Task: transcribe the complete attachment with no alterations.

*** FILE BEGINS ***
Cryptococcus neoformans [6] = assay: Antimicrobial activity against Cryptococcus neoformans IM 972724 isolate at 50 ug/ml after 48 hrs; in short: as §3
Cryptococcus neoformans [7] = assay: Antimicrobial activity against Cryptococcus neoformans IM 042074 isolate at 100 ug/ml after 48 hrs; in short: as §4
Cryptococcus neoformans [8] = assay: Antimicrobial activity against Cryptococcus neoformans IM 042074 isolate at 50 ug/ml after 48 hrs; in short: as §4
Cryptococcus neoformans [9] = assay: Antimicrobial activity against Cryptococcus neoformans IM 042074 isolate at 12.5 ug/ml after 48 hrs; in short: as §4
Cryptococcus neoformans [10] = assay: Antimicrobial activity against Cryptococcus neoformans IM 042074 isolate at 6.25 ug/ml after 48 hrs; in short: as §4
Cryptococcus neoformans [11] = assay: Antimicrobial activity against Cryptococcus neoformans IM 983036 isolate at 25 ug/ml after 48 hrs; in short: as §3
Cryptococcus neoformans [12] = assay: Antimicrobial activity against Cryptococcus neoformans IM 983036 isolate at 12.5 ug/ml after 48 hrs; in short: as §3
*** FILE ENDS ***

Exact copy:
Cryptococcus neoformans [6] = assay: Antimicrobial activity against Cryptococcus neoformans IM 972724 isolate at 50 ug/ml after 48 hrs; in short: as §3
Cryptococcus neoformans [7] = assay: Antimicrobial activity against Cryptococcus neoformans IM 042074 isolate at 100 ug/ml after 48 hrs; in short: as §4
Cryptococcus neoformans [8] = assay: Antimicrobial activity against Cryptococcus neoformans IM 042074 isolate at 50 ug/ml after 48 hrs; in short: as §4
Cryptococcus neoformans [9] = assay: Antimicrobial activity against Cryptococcus neoformans IM 042074 isolate at 12.5 ug/ml after 48 hrs; in short: as §4
Cryptococcus neoformans [10] = assay: Antimicrobial activity against Cryptococcus neoformans IM 042074 isolate at 6.25 ug/ml after 48 hrs; in short: as §4
Cryptococcus neoformans [11] = assay: Antimicrobial activity against Cryptococcus neoformans IM 983036 isolate at 25 ug/ml after 48 hrs; in short: as §3
Cryptococcus neoformans [12] = assay: Antimicrobial activity against Cryptococcus neoformans IM 983036 isolate at 12.5 ug/ml after 48 hrs; in short: as §3